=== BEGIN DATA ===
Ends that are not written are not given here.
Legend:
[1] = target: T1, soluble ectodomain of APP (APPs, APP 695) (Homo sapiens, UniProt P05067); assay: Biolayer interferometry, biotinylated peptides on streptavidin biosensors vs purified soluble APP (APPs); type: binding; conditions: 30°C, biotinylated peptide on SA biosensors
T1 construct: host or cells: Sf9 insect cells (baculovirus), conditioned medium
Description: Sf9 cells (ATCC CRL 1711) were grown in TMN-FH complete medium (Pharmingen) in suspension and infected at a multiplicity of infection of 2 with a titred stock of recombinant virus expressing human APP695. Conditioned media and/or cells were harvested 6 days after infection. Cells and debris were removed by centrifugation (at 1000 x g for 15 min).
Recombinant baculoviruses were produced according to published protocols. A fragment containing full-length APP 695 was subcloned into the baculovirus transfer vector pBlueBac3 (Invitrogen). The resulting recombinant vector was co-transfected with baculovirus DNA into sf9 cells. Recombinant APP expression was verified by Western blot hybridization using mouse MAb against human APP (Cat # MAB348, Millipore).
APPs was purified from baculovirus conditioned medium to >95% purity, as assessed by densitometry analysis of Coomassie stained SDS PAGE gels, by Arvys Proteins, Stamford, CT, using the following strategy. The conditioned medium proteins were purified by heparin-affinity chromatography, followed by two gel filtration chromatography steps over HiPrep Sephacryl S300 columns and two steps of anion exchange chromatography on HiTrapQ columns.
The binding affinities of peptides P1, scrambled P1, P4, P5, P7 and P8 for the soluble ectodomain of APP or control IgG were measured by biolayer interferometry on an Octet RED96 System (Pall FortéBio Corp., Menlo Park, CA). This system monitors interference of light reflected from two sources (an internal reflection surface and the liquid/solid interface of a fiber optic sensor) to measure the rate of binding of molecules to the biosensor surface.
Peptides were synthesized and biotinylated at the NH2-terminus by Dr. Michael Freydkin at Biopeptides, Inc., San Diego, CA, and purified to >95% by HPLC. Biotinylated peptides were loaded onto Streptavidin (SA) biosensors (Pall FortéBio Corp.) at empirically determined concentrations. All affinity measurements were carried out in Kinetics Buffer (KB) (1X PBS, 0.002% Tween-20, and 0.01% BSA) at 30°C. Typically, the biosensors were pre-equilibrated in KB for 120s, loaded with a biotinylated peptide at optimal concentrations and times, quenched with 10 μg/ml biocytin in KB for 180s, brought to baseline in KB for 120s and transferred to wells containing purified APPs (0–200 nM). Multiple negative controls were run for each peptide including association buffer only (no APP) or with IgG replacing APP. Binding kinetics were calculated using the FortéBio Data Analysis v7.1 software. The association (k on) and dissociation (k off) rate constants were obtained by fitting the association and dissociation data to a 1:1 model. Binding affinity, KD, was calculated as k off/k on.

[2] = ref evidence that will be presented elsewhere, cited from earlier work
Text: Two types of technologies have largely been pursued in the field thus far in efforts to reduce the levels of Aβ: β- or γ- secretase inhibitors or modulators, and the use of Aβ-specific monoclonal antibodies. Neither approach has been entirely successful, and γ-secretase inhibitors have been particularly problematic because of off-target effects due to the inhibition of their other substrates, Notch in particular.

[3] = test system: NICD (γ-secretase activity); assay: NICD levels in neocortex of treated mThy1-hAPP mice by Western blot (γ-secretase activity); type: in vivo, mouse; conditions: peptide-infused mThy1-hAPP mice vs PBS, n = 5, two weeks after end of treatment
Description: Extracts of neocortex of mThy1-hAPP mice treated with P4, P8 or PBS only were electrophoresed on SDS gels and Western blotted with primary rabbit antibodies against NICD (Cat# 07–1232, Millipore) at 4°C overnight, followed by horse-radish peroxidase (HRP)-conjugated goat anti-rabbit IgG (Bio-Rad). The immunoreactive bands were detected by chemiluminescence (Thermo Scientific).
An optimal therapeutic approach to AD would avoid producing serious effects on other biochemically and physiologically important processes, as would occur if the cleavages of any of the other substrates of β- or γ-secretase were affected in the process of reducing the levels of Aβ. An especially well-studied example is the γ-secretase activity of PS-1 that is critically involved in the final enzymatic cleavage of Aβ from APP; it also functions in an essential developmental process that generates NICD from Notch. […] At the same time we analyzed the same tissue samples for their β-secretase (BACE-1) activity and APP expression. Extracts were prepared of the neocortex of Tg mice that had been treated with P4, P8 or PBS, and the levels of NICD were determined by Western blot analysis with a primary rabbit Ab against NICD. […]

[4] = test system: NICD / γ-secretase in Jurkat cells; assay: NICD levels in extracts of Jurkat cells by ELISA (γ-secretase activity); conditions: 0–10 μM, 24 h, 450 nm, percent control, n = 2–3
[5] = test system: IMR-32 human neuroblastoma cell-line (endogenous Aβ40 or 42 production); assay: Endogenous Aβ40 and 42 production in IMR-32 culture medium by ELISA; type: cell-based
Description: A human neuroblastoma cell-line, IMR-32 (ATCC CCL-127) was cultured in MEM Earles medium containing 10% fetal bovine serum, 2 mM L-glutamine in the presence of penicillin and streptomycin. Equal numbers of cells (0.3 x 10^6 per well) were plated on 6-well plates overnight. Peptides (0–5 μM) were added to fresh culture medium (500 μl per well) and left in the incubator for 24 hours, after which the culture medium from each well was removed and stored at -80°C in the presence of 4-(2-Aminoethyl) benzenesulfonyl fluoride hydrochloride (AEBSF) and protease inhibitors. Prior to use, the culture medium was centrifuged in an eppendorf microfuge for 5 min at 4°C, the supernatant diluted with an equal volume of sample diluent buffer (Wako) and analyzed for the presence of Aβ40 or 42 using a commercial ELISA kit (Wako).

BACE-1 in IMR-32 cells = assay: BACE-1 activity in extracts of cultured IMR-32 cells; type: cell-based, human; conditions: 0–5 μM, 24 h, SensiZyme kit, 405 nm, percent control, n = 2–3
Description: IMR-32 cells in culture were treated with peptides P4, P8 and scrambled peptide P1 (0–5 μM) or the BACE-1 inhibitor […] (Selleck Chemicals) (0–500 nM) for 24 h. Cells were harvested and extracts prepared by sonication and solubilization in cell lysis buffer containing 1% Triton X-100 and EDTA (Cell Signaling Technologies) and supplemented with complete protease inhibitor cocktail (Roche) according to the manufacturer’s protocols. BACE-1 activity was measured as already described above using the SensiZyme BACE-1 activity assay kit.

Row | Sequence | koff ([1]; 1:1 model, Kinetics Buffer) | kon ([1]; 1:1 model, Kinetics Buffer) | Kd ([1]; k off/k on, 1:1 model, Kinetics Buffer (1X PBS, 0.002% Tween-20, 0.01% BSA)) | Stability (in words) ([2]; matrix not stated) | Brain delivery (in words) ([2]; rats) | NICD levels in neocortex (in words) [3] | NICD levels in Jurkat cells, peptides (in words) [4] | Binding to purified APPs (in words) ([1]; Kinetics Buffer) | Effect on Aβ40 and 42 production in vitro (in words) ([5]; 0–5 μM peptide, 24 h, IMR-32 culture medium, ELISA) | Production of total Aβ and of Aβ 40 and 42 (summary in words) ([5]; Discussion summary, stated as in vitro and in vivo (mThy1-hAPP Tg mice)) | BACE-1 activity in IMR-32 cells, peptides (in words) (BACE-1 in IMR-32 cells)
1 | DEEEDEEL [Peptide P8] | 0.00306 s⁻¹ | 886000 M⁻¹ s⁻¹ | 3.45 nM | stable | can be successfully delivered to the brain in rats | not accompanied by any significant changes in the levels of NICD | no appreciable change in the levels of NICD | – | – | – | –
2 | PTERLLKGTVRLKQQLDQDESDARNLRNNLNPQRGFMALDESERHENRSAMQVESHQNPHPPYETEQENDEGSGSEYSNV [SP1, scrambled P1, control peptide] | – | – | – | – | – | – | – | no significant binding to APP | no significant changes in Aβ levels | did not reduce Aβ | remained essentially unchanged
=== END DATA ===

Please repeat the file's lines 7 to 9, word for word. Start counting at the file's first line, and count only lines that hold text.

APPs was purified from baculovirus conditioned medium to >95% purity, as assessed by densitometry analysis of Coomassie stained SDS PAGE gels, by Arvys Proteins, Stamford, CT, using the following strategy. The conditioned medium proteins were purified by heparin-affinity chromatography, followed by two gel filtration chromatography steps over HiPrep Sephacryl S300 columns and two steps of anion exchange chromatography on HiTrapQ columns.
The binding affinities of peptides P1, scrambled P1, P4, P5, P7 and P8 for the soluble ectodomain of APP or control IgG were measured by biolayer interferometry on an Octet RED96 System (Pall FortéBio Corp., Menlo Park, CA). This system monitors interference of light reflected from two sources (an internal reflection surface and the liquid/solid interface of a fiber optic sensor) to measure the rate of binding of molecules to the biosensor surface.
Peptides were synthesized and biotinylated at the NH2-terminus by Dr. Michael Freydkin at Biopeptides, Inc., San Diego, CA, and purified to >95% by HPLC. Biotinylated peptides were loaded onto Streptavidin (SA) biosensors (Pall FortéBio Corp.) at empirically determined concentrations. All affinity measurements were carried out in Kinetics Buffer (KB) (1X PBS, 0.002% Tween-20, and 0.01% BSA) at 30°C. Typically, the biosensors were pre-equilibrated in KB for 120s, loaded with a biotinylated peptide at optimal concentrations and times, quenched with 10 μg/ml biocytin in KB for 180s, brought to baseline in KB for 120s and transferred to wells containing purified APPs (0–200 nM). Multiple negative controls were run for each peptide including association buffer only (no APP) or with IgG replacing APP. Binding kinetics were calculated using the FortéBio Data Analysis v7.1 software. The association (k on) and dissociation (k off) rate constants were obtained by fitting the association and dissociation data to a 1:1 model. Binding affinity, KD, was calculated as k off/k on.